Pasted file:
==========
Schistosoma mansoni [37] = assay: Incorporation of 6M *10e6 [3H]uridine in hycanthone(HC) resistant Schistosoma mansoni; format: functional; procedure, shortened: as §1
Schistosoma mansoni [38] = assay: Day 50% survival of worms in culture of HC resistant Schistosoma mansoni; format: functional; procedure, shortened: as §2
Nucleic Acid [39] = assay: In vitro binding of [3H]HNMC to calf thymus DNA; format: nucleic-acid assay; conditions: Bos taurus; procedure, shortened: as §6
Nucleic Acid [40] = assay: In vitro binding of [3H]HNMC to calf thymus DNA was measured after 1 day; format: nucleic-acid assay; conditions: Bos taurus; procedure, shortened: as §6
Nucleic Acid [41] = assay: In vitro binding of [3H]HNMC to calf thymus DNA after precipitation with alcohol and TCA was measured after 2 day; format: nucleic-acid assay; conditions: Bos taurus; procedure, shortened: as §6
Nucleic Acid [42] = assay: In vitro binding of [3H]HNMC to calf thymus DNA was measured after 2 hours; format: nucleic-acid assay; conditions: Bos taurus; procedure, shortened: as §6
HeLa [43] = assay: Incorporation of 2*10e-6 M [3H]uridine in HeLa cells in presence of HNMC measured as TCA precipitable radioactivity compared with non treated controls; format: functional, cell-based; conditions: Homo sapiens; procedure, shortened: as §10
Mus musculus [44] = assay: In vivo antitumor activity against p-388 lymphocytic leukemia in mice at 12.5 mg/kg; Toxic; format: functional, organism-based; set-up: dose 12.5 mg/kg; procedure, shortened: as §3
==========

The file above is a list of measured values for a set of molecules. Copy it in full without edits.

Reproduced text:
Schistosoma mansoni [37] = assay: Incorporation of 6M *10e6 [3H]uridine in hycanthone(HC) resistant Schistosoma mansoni; format: functional; procedure, shortened: as §1
Schistosoma mansoni [38] = assay: Day 50% survival of worms in culture of HC resistant Schistosoma mansoni; format: functional; procedure, shortened: as §2
Nucleic Acid [39] = assay: In vitro binding of [3H]HNMC to calf thymus DNA; format: nucleic-acid assay; conditions: Bos taurus; procedure, shortened: as §6
Nucleic Acid [40] = assay: In vitro binding of [3H]HNMC to calf thymus DNA was measured after 1 day; format: nucleic-acid assay; conditions: Bos taurus; procedure, shortened: as §6
Nucleic Acid [41] = assay: In vitro binding of [3H]HNMC to calf thymus DNA after precipitation with alcohol and TCA was measured after 2 day; format: nucleic-acid assay; conditions: Bos taurus; procedure, shortened: as §6
Nucleic Acid [42] = assay: In vitro binding of [3H]HNMC to calf thymus DNA was measured after 2 hours; format: nucleic-acid assay; conditions: Bos taurus; procedure, shortened: as §6
HeLa [43] = assay: Incorporation of 2*10e-6 M [3H]uridine in HeLa cells in presence of HNMC measured as TCA precipitable radioactivity compared with non treated controls; format: functional, cell-based; conditions: Homo sapiens; procedure, shortened: as §10
Mus musculus [44] = assay: In vivo antitumor activity against p-388 lymphocytic leukemia in mice at 12.5 mg/kg; Toxic; format: functional, organism-based; set-up: dose 12.5 mg/kg; procedure, shortened: as §3